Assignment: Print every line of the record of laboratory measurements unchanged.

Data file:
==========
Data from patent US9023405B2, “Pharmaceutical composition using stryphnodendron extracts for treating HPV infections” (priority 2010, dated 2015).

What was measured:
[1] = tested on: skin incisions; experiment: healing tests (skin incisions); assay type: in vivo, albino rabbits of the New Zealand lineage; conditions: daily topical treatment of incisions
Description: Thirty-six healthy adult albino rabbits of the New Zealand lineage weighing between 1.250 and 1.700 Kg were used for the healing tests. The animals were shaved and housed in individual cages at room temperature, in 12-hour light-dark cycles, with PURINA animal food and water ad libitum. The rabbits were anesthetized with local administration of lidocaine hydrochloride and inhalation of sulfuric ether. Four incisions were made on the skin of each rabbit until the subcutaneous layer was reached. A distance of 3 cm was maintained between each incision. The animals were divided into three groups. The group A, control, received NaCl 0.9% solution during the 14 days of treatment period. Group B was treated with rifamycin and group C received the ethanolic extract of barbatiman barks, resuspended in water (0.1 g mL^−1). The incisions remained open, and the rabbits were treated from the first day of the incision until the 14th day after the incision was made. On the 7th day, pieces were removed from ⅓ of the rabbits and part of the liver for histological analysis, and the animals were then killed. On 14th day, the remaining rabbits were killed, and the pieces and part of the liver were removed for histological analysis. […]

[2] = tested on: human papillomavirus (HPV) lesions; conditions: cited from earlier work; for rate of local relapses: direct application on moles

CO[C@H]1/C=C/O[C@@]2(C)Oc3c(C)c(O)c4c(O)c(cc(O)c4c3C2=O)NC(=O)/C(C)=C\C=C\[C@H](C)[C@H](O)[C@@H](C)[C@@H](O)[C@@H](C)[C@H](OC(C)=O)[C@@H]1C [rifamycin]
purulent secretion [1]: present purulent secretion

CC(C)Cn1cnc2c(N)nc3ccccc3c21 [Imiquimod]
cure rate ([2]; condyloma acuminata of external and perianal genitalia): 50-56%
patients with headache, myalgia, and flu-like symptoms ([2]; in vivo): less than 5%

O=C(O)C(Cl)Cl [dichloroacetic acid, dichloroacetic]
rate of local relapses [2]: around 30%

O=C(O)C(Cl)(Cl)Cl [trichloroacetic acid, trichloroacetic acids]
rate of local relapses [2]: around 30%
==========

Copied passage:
Data from patent US9023405B2, “Pharmaceutical composition using stryphnodendron extracts for treating HPV infections” (priority 2010, dated 2015).

What was measured:
[1] = tested on: skin incisions; experiment: healing tests (skin incisions); assay type: in vivo, albino rabbits of the New Zealand lineage; conditions: daily topical treatment of incisions
Description: Thirty-six healthy adult albino rabbits of the New Zealand lineage weighing between 1.250 and 1.700 Kg were used for the healing tests. The animals were shaved and housed in individual cages at room temperature, in 12-hour light-dark cycles, with PURINA animal food and water ad libitum. The rabbits were anesthetized with local administration of lidocaine hydrochloride and inhalation of sulfuric ether. Four incisions were made on the skin of each rabbit until the subcutaneous layer was reached. A distance of 3 cm was maintained between each incision. The animals were divided into three groups. The group A, control, received NaCl 0.9% solution during the 14 days of treatment period. Group B was treated with rifamycin and group C received the ethanolic extract of barbatiman barks, resuspended in water (0.1 g mL^−1). The incisions remained open, and the rabbits were treated from the first day of the incision until the 14th day after the incision was made. On the 7th day, pieces were removed from ⅓ of the rabbits and part of the liver for histological analysis, and the animals were then killed. On 14th day, the remaining rabbits were killed, and the pieces and part of the liver were removed for histological analysis. […]

[2] = tested on: human papillomavirus (HPV) lesions; conditions: cited from earlier work; for rate of local relapses: direct application on moles

CO[C@H]1/C=C/O[C@@]2(C)Oc3c(C)c(O)c4c(O)c(cc(O)c4c3C2=O)NC(=O)/C(C)=C\C=C\[C@H](C)[C@H](O)[C@@H](C)[C@@H](O)[C@@H](C)[C@H](OC(C)=O)[C@@H]1C [rifamycin]
purulent secretion [1]: present purulent secretion

CC(C)Cn1cnc2c(N)nc3ccccc3c21 [Imiquimod]
cure rate ([2]; condyloma acuminata of external and perianal genitalia): 50-56%
patients with headache, myalgia, and flu-like symptoms ([2]; in vivo): less than 5%

O=C(O)C(Cl)Cl [dichloroacetic acid, dichloroacetic]
rate of local relapses [2]: around 30%

O=C(O)C(Cl)(Cl)Cl [trichloroacetic acid, trichloroacetic acids]
rate of local relapses [2]: around 30%